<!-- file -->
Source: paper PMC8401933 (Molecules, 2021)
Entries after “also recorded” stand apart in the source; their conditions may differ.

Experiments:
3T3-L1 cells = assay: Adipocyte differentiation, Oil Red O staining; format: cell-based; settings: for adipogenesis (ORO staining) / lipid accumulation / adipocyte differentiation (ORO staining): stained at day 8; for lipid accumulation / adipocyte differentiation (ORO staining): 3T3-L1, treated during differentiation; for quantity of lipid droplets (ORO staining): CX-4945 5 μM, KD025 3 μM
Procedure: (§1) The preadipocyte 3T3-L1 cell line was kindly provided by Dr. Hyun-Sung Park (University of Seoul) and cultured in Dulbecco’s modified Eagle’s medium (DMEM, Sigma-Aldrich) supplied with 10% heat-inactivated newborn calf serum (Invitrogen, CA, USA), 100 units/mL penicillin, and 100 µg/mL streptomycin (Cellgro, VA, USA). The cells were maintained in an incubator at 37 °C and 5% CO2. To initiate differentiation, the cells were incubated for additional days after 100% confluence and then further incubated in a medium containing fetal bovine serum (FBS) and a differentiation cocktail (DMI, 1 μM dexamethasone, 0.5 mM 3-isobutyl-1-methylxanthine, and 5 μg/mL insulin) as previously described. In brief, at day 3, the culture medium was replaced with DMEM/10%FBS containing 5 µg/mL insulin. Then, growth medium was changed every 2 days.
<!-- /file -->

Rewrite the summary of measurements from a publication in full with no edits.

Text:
Source: paper PMC8401933 (Molecules, 2021)
Entries after “also recorded” stand apart in the source; their conditions may differ.

Experiments:
3T3-L1 cells = assay: Adipocyte differentiation, Oil Red O staining; format: cell-based; settings: for adipogenesis (ORO staining) / lipid accumulation / adipocyte differentiation (ORO staining): stained at day 8; for lipid accumulation / adipocyte differentiation (ORO staining): 3T3-L1, treated during differentiation; for quantity of lipid droplets (ORO staining): CX-4945 5 μM, KD025 3 μM
Procedure: (§1) The preadipocyte 3T3-L1 cell line was kindly provided by Dr. Hyun-Sung Park (University of Seoul) and cultured in Dulbecco’s modified Eagle’s medium (DMEM, Sigma-Aldrich) supplied with 10% heat-inactivated newborn calf serum (Invitrogen, CA, USA), 100 units/mL penicillin, and 100 µg/mL streptomycin (Cellgro, VA, USA). The cells were maintained in an incubator at 37 °C and 5% CO2. To initiate differentiation, the cells were incubated for additional days after 100% confluence and then further incubated in a medium containing fetal bovine serum (FBS) and a differentiation cocktail (DMI, 1 μM dexamethasone, 0.5 mM 3-isobutyl-1-methylxanthine, and 5 μg/mL insulin) as previously described. In brief, at day 3, the culture medium was replaced with DMEM/10%FBS containing 5 µg/mL insulin. Then, growth medium was changed every 2 days.